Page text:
One of the consequences of lazy, defeatist mainstream discussion of climate change (see: Robert J. Samuelson) is goofballery like this piece in The New York Times. Michael Fitzgerald argues that because we don’t yet have a weapon that can totally and awesomely kick global warming’s ass, we should spend billions of public dollars on giganto-technologies like carbon sequestration and space-age masturbation aids like light-reflecting space particles.
This is stupid. We have dozens, hundreds of ways of cutting GHG emissions available right now. We have technological tools; we have social, economic, legislative, and regulatory tools. I’d bet we could get the U.S. to zero (or trivial) emissions by the last quarter of this century, especially if we spent all those billions wisely. And we’d improve our quality of life doing it. Once we start doing it, other countries will follow.
Maybe we couldn’t get all the way there with today’s technology. But the distance between "where we are" and "where we could get using today’s technology" is chasmic. While we’re traversing that distance, technology and civil society will not be standing still. By the time we get where we thought we could get, we’ll be able to get much farther. I very much doubt there will ever come a time when we stop and say, "we’ve reduced our greenhouse-gases the maximum amount possible with our existing technology."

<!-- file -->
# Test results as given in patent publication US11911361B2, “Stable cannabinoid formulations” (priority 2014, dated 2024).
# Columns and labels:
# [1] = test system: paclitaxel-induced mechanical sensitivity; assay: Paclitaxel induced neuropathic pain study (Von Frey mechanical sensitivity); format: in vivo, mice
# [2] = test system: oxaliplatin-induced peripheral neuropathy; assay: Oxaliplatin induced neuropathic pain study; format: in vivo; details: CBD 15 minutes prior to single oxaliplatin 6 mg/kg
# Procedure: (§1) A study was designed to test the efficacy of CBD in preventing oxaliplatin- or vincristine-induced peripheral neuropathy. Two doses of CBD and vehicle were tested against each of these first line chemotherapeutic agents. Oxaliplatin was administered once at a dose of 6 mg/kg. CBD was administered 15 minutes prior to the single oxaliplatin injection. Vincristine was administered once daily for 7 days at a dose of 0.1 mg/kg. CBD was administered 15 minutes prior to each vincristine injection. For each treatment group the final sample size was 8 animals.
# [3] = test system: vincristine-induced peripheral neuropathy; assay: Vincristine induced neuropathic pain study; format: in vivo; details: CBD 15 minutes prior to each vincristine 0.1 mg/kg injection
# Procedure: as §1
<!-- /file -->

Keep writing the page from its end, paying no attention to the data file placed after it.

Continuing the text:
In other words, the thing to do is just get fvcking started, in earnest. Throwing up our hands in despair and waiting for a deus ex technologica is comically, grotesquely premature. It’s like deciding you’ll never finish the marathon before you’re done scratching your ass in front of the bathroom mirror.
The lack of means is not the problem. The problem is the lack of collective will.